Flu watchers tap social media might

by Patrick Svitek

Dr. Andrea Dugas recalled widespread skepticism at a medical conference a few years ago when a colleague suggested that social media mentions and search volume could one day forecast flu activity.

"They would say, 'How can you use this to surveil data?' and 'It's crazy' and 'You can't do that,'" said Dugas, a Johns Hopkins University professor who studies flu-tracking. "Now it's widely acceptable."

Chicago is experiencing what health officials have called its earliest and most active in nearly a decade. The federal declared last week that flu activity nationwide had reached .

Shortly after the CDC announcement, Dr. Julia Morita, medical director of the Chicago Department of Public Health, answered more than a dozen questions about the flu season on Twitter via the hashtag #FluChicago.

"Our goal is to provide relevant information as quickly as possible to as many people as possible," department spokesman Brian Richardson said. "In order to do that effectively today, social media has to play a part."

The mayor's office has also spread the word about the flu season online, creating an interactive map that shows where vaccines are available. Kevin Hauswirth, Chicago's first-ever social media director, said the city has shared the code behind its flu map with Boston, which declared a Wednesday after an unprecedented spike in .

"We understand that those conversations are happening online, and the mayor's office should be a part of those conversations, especially when the health of the city is at stake," Hauswirth said.

The Twitter chat and flu map come amid several broader efforts to crowdsource flu data, some of which have been successful in sketching the contours of what local doctors agree is the worst season since the in 2009.

Flu Near You is a website that enables users to complete a weekly health survey and then displays on an interactive map where flu sufferers are located. More than 44,000 people were participating in Flu Near You as of Monday afternoon.

Nearly six weeks before the CDC issued a formal warning, the Baltimore-based startup Sickweather tweeted that "flu is a little early this year," linking to its barely 1-year-old website. Sickweather aggregates millions of flu-related mentions on Facebook and , filtering out those that are out of context, and plots them on an interactive map.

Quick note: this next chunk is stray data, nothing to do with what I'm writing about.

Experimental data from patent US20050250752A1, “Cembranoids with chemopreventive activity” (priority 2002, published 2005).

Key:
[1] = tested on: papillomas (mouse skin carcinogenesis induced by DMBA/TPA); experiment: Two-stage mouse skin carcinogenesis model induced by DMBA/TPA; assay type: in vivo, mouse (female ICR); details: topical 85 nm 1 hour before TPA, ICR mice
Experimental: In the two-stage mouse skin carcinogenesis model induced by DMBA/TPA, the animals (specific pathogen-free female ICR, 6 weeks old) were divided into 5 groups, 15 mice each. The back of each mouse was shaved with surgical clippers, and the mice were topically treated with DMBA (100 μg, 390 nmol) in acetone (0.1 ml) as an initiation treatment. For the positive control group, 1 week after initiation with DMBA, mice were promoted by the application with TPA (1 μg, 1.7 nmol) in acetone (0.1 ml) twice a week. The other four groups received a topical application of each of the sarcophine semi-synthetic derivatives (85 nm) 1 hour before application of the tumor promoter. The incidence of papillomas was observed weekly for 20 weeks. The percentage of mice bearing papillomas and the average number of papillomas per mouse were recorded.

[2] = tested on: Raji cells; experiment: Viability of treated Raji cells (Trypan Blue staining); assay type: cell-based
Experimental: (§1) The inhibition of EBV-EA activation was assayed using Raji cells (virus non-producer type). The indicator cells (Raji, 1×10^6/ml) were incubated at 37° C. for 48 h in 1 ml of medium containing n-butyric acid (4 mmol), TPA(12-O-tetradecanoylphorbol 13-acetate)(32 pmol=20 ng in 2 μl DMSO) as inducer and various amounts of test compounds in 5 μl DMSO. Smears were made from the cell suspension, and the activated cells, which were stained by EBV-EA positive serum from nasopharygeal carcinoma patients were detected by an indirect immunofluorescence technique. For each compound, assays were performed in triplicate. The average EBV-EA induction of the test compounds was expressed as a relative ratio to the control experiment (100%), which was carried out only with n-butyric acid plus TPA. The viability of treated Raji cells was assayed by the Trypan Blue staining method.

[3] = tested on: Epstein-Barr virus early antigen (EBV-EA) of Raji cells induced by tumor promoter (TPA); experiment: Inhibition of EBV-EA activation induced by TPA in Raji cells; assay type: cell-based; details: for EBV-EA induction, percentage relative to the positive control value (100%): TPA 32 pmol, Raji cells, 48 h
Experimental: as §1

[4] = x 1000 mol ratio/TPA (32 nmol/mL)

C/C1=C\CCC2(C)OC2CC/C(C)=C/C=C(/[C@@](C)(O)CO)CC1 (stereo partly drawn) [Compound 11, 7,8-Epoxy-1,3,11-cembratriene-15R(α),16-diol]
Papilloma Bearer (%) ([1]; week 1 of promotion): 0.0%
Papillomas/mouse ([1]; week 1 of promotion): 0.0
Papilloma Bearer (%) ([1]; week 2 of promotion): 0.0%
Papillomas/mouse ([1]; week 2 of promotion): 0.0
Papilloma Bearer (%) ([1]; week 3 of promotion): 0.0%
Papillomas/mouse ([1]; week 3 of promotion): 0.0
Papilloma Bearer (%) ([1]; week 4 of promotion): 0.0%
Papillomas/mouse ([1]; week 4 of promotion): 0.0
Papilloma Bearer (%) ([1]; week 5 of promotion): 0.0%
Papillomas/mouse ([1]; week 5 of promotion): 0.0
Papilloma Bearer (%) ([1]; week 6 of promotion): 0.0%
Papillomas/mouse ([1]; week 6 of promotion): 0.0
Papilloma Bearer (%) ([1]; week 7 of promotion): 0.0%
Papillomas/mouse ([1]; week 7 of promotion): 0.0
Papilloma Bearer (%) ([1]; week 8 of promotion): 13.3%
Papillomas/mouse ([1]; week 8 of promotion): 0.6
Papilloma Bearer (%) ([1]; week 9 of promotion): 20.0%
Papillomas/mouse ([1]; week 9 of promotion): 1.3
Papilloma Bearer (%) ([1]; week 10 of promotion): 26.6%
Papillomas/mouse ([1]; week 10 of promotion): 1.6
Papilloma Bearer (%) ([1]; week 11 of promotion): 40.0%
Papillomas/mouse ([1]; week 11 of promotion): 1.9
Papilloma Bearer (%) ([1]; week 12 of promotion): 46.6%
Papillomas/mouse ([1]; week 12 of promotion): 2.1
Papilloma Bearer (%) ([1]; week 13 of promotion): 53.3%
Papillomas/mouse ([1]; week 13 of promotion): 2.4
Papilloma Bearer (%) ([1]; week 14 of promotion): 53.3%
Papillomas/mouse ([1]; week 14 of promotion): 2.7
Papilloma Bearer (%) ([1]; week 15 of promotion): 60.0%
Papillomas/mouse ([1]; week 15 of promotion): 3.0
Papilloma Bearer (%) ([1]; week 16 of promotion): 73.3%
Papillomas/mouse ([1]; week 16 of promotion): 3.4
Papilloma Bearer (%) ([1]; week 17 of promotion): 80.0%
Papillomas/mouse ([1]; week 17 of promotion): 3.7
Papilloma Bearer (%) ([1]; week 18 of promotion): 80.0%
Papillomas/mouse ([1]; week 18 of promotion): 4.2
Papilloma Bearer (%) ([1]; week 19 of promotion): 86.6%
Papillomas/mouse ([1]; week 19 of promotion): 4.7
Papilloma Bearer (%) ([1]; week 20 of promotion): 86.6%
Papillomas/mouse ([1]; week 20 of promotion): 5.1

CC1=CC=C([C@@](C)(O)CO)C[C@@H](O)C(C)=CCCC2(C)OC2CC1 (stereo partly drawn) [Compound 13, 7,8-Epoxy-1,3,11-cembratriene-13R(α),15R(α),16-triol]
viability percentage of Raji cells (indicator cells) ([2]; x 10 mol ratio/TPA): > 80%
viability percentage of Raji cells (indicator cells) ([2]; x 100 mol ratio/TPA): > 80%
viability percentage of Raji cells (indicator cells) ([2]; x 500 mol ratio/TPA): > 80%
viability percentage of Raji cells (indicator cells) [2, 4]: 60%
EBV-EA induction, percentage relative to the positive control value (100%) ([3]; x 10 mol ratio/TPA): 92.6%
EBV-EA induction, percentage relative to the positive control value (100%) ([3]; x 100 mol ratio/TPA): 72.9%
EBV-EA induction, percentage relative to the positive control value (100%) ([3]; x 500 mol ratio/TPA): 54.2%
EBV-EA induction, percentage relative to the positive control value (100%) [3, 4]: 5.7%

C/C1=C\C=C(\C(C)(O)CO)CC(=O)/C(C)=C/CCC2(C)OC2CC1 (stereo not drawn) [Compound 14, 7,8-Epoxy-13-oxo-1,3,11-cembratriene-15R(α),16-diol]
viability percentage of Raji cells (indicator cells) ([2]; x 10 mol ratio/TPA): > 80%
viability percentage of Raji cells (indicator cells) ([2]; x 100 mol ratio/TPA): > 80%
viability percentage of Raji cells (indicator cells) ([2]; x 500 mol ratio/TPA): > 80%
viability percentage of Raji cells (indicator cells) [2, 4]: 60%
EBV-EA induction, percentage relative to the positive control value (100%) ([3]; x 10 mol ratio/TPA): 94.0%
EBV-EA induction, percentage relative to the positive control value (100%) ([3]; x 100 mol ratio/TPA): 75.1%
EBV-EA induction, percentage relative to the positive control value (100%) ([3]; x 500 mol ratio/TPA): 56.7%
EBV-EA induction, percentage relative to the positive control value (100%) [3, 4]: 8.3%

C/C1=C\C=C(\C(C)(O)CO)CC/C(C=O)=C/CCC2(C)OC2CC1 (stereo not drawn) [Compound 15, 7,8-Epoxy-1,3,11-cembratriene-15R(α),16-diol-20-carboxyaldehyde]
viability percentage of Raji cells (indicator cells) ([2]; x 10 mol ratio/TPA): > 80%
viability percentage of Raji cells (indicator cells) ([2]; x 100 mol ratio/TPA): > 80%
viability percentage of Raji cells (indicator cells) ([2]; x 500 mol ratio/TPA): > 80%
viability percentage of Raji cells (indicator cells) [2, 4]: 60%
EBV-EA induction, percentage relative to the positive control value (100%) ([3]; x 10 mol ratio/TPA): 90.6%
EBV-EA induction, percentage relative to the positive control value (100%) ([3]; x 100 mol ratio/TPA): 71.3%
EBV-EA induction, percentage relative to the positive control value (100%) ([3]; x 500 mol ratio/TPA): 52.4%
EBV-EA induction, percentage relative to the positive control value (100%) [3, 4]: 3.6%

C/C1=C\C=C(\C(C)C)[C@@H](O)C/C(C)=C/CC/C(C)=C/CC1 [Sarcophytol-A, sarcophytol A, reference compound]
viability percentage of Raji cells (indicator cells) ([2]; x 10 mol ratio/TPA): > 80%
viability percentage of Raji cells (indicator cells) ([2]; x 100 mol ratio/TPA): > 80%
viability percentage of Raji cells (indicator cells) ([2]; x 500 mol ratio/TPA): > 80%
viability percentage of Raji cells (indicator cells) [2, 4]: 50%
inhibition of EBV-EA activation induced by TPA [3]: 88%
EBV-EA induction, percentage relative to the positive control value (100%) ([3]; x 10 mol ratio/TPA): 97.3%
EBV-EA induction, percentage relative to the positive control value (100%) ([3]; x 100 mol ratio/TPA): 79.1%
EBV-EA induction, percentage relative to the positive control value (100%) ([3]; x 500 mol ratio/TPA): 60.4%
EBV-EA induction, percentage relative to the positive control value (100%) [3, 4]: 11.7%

From August to October, co-founder Graham Dodge said he noticed a 70 percent increase in social media buzz about the flu compared with past data from Google , which tracks flu-related search terms, and the CDC. He called the advance warning a public service.

"We're actually taking that data and turning it around and giving it back to the users in a form that they can utilize," Dodge said.

Sickweather's early read on the flu season is not the only jump the Internet has gotten on the CDC. Google Flu Trends' algorithm produced a "strong correlation" with real-time in a Johns Hopkins Medicine study a year ago.

"Cues from social media are actually a robust way to know what's going on in the community," said Dr. Richard Rothman, who worked on the widely cited investigation with lead researcher Dugas.

Rothman and Dugas are now working on a model that uses both Google Flu Trends and more official data to predict flu prevalence in emergency rooms a week before it happens.

"You don't rely on just one tool," Dugas said, noting online indicators like Google Flu Trends are not "meant to be used entirely in isolation."

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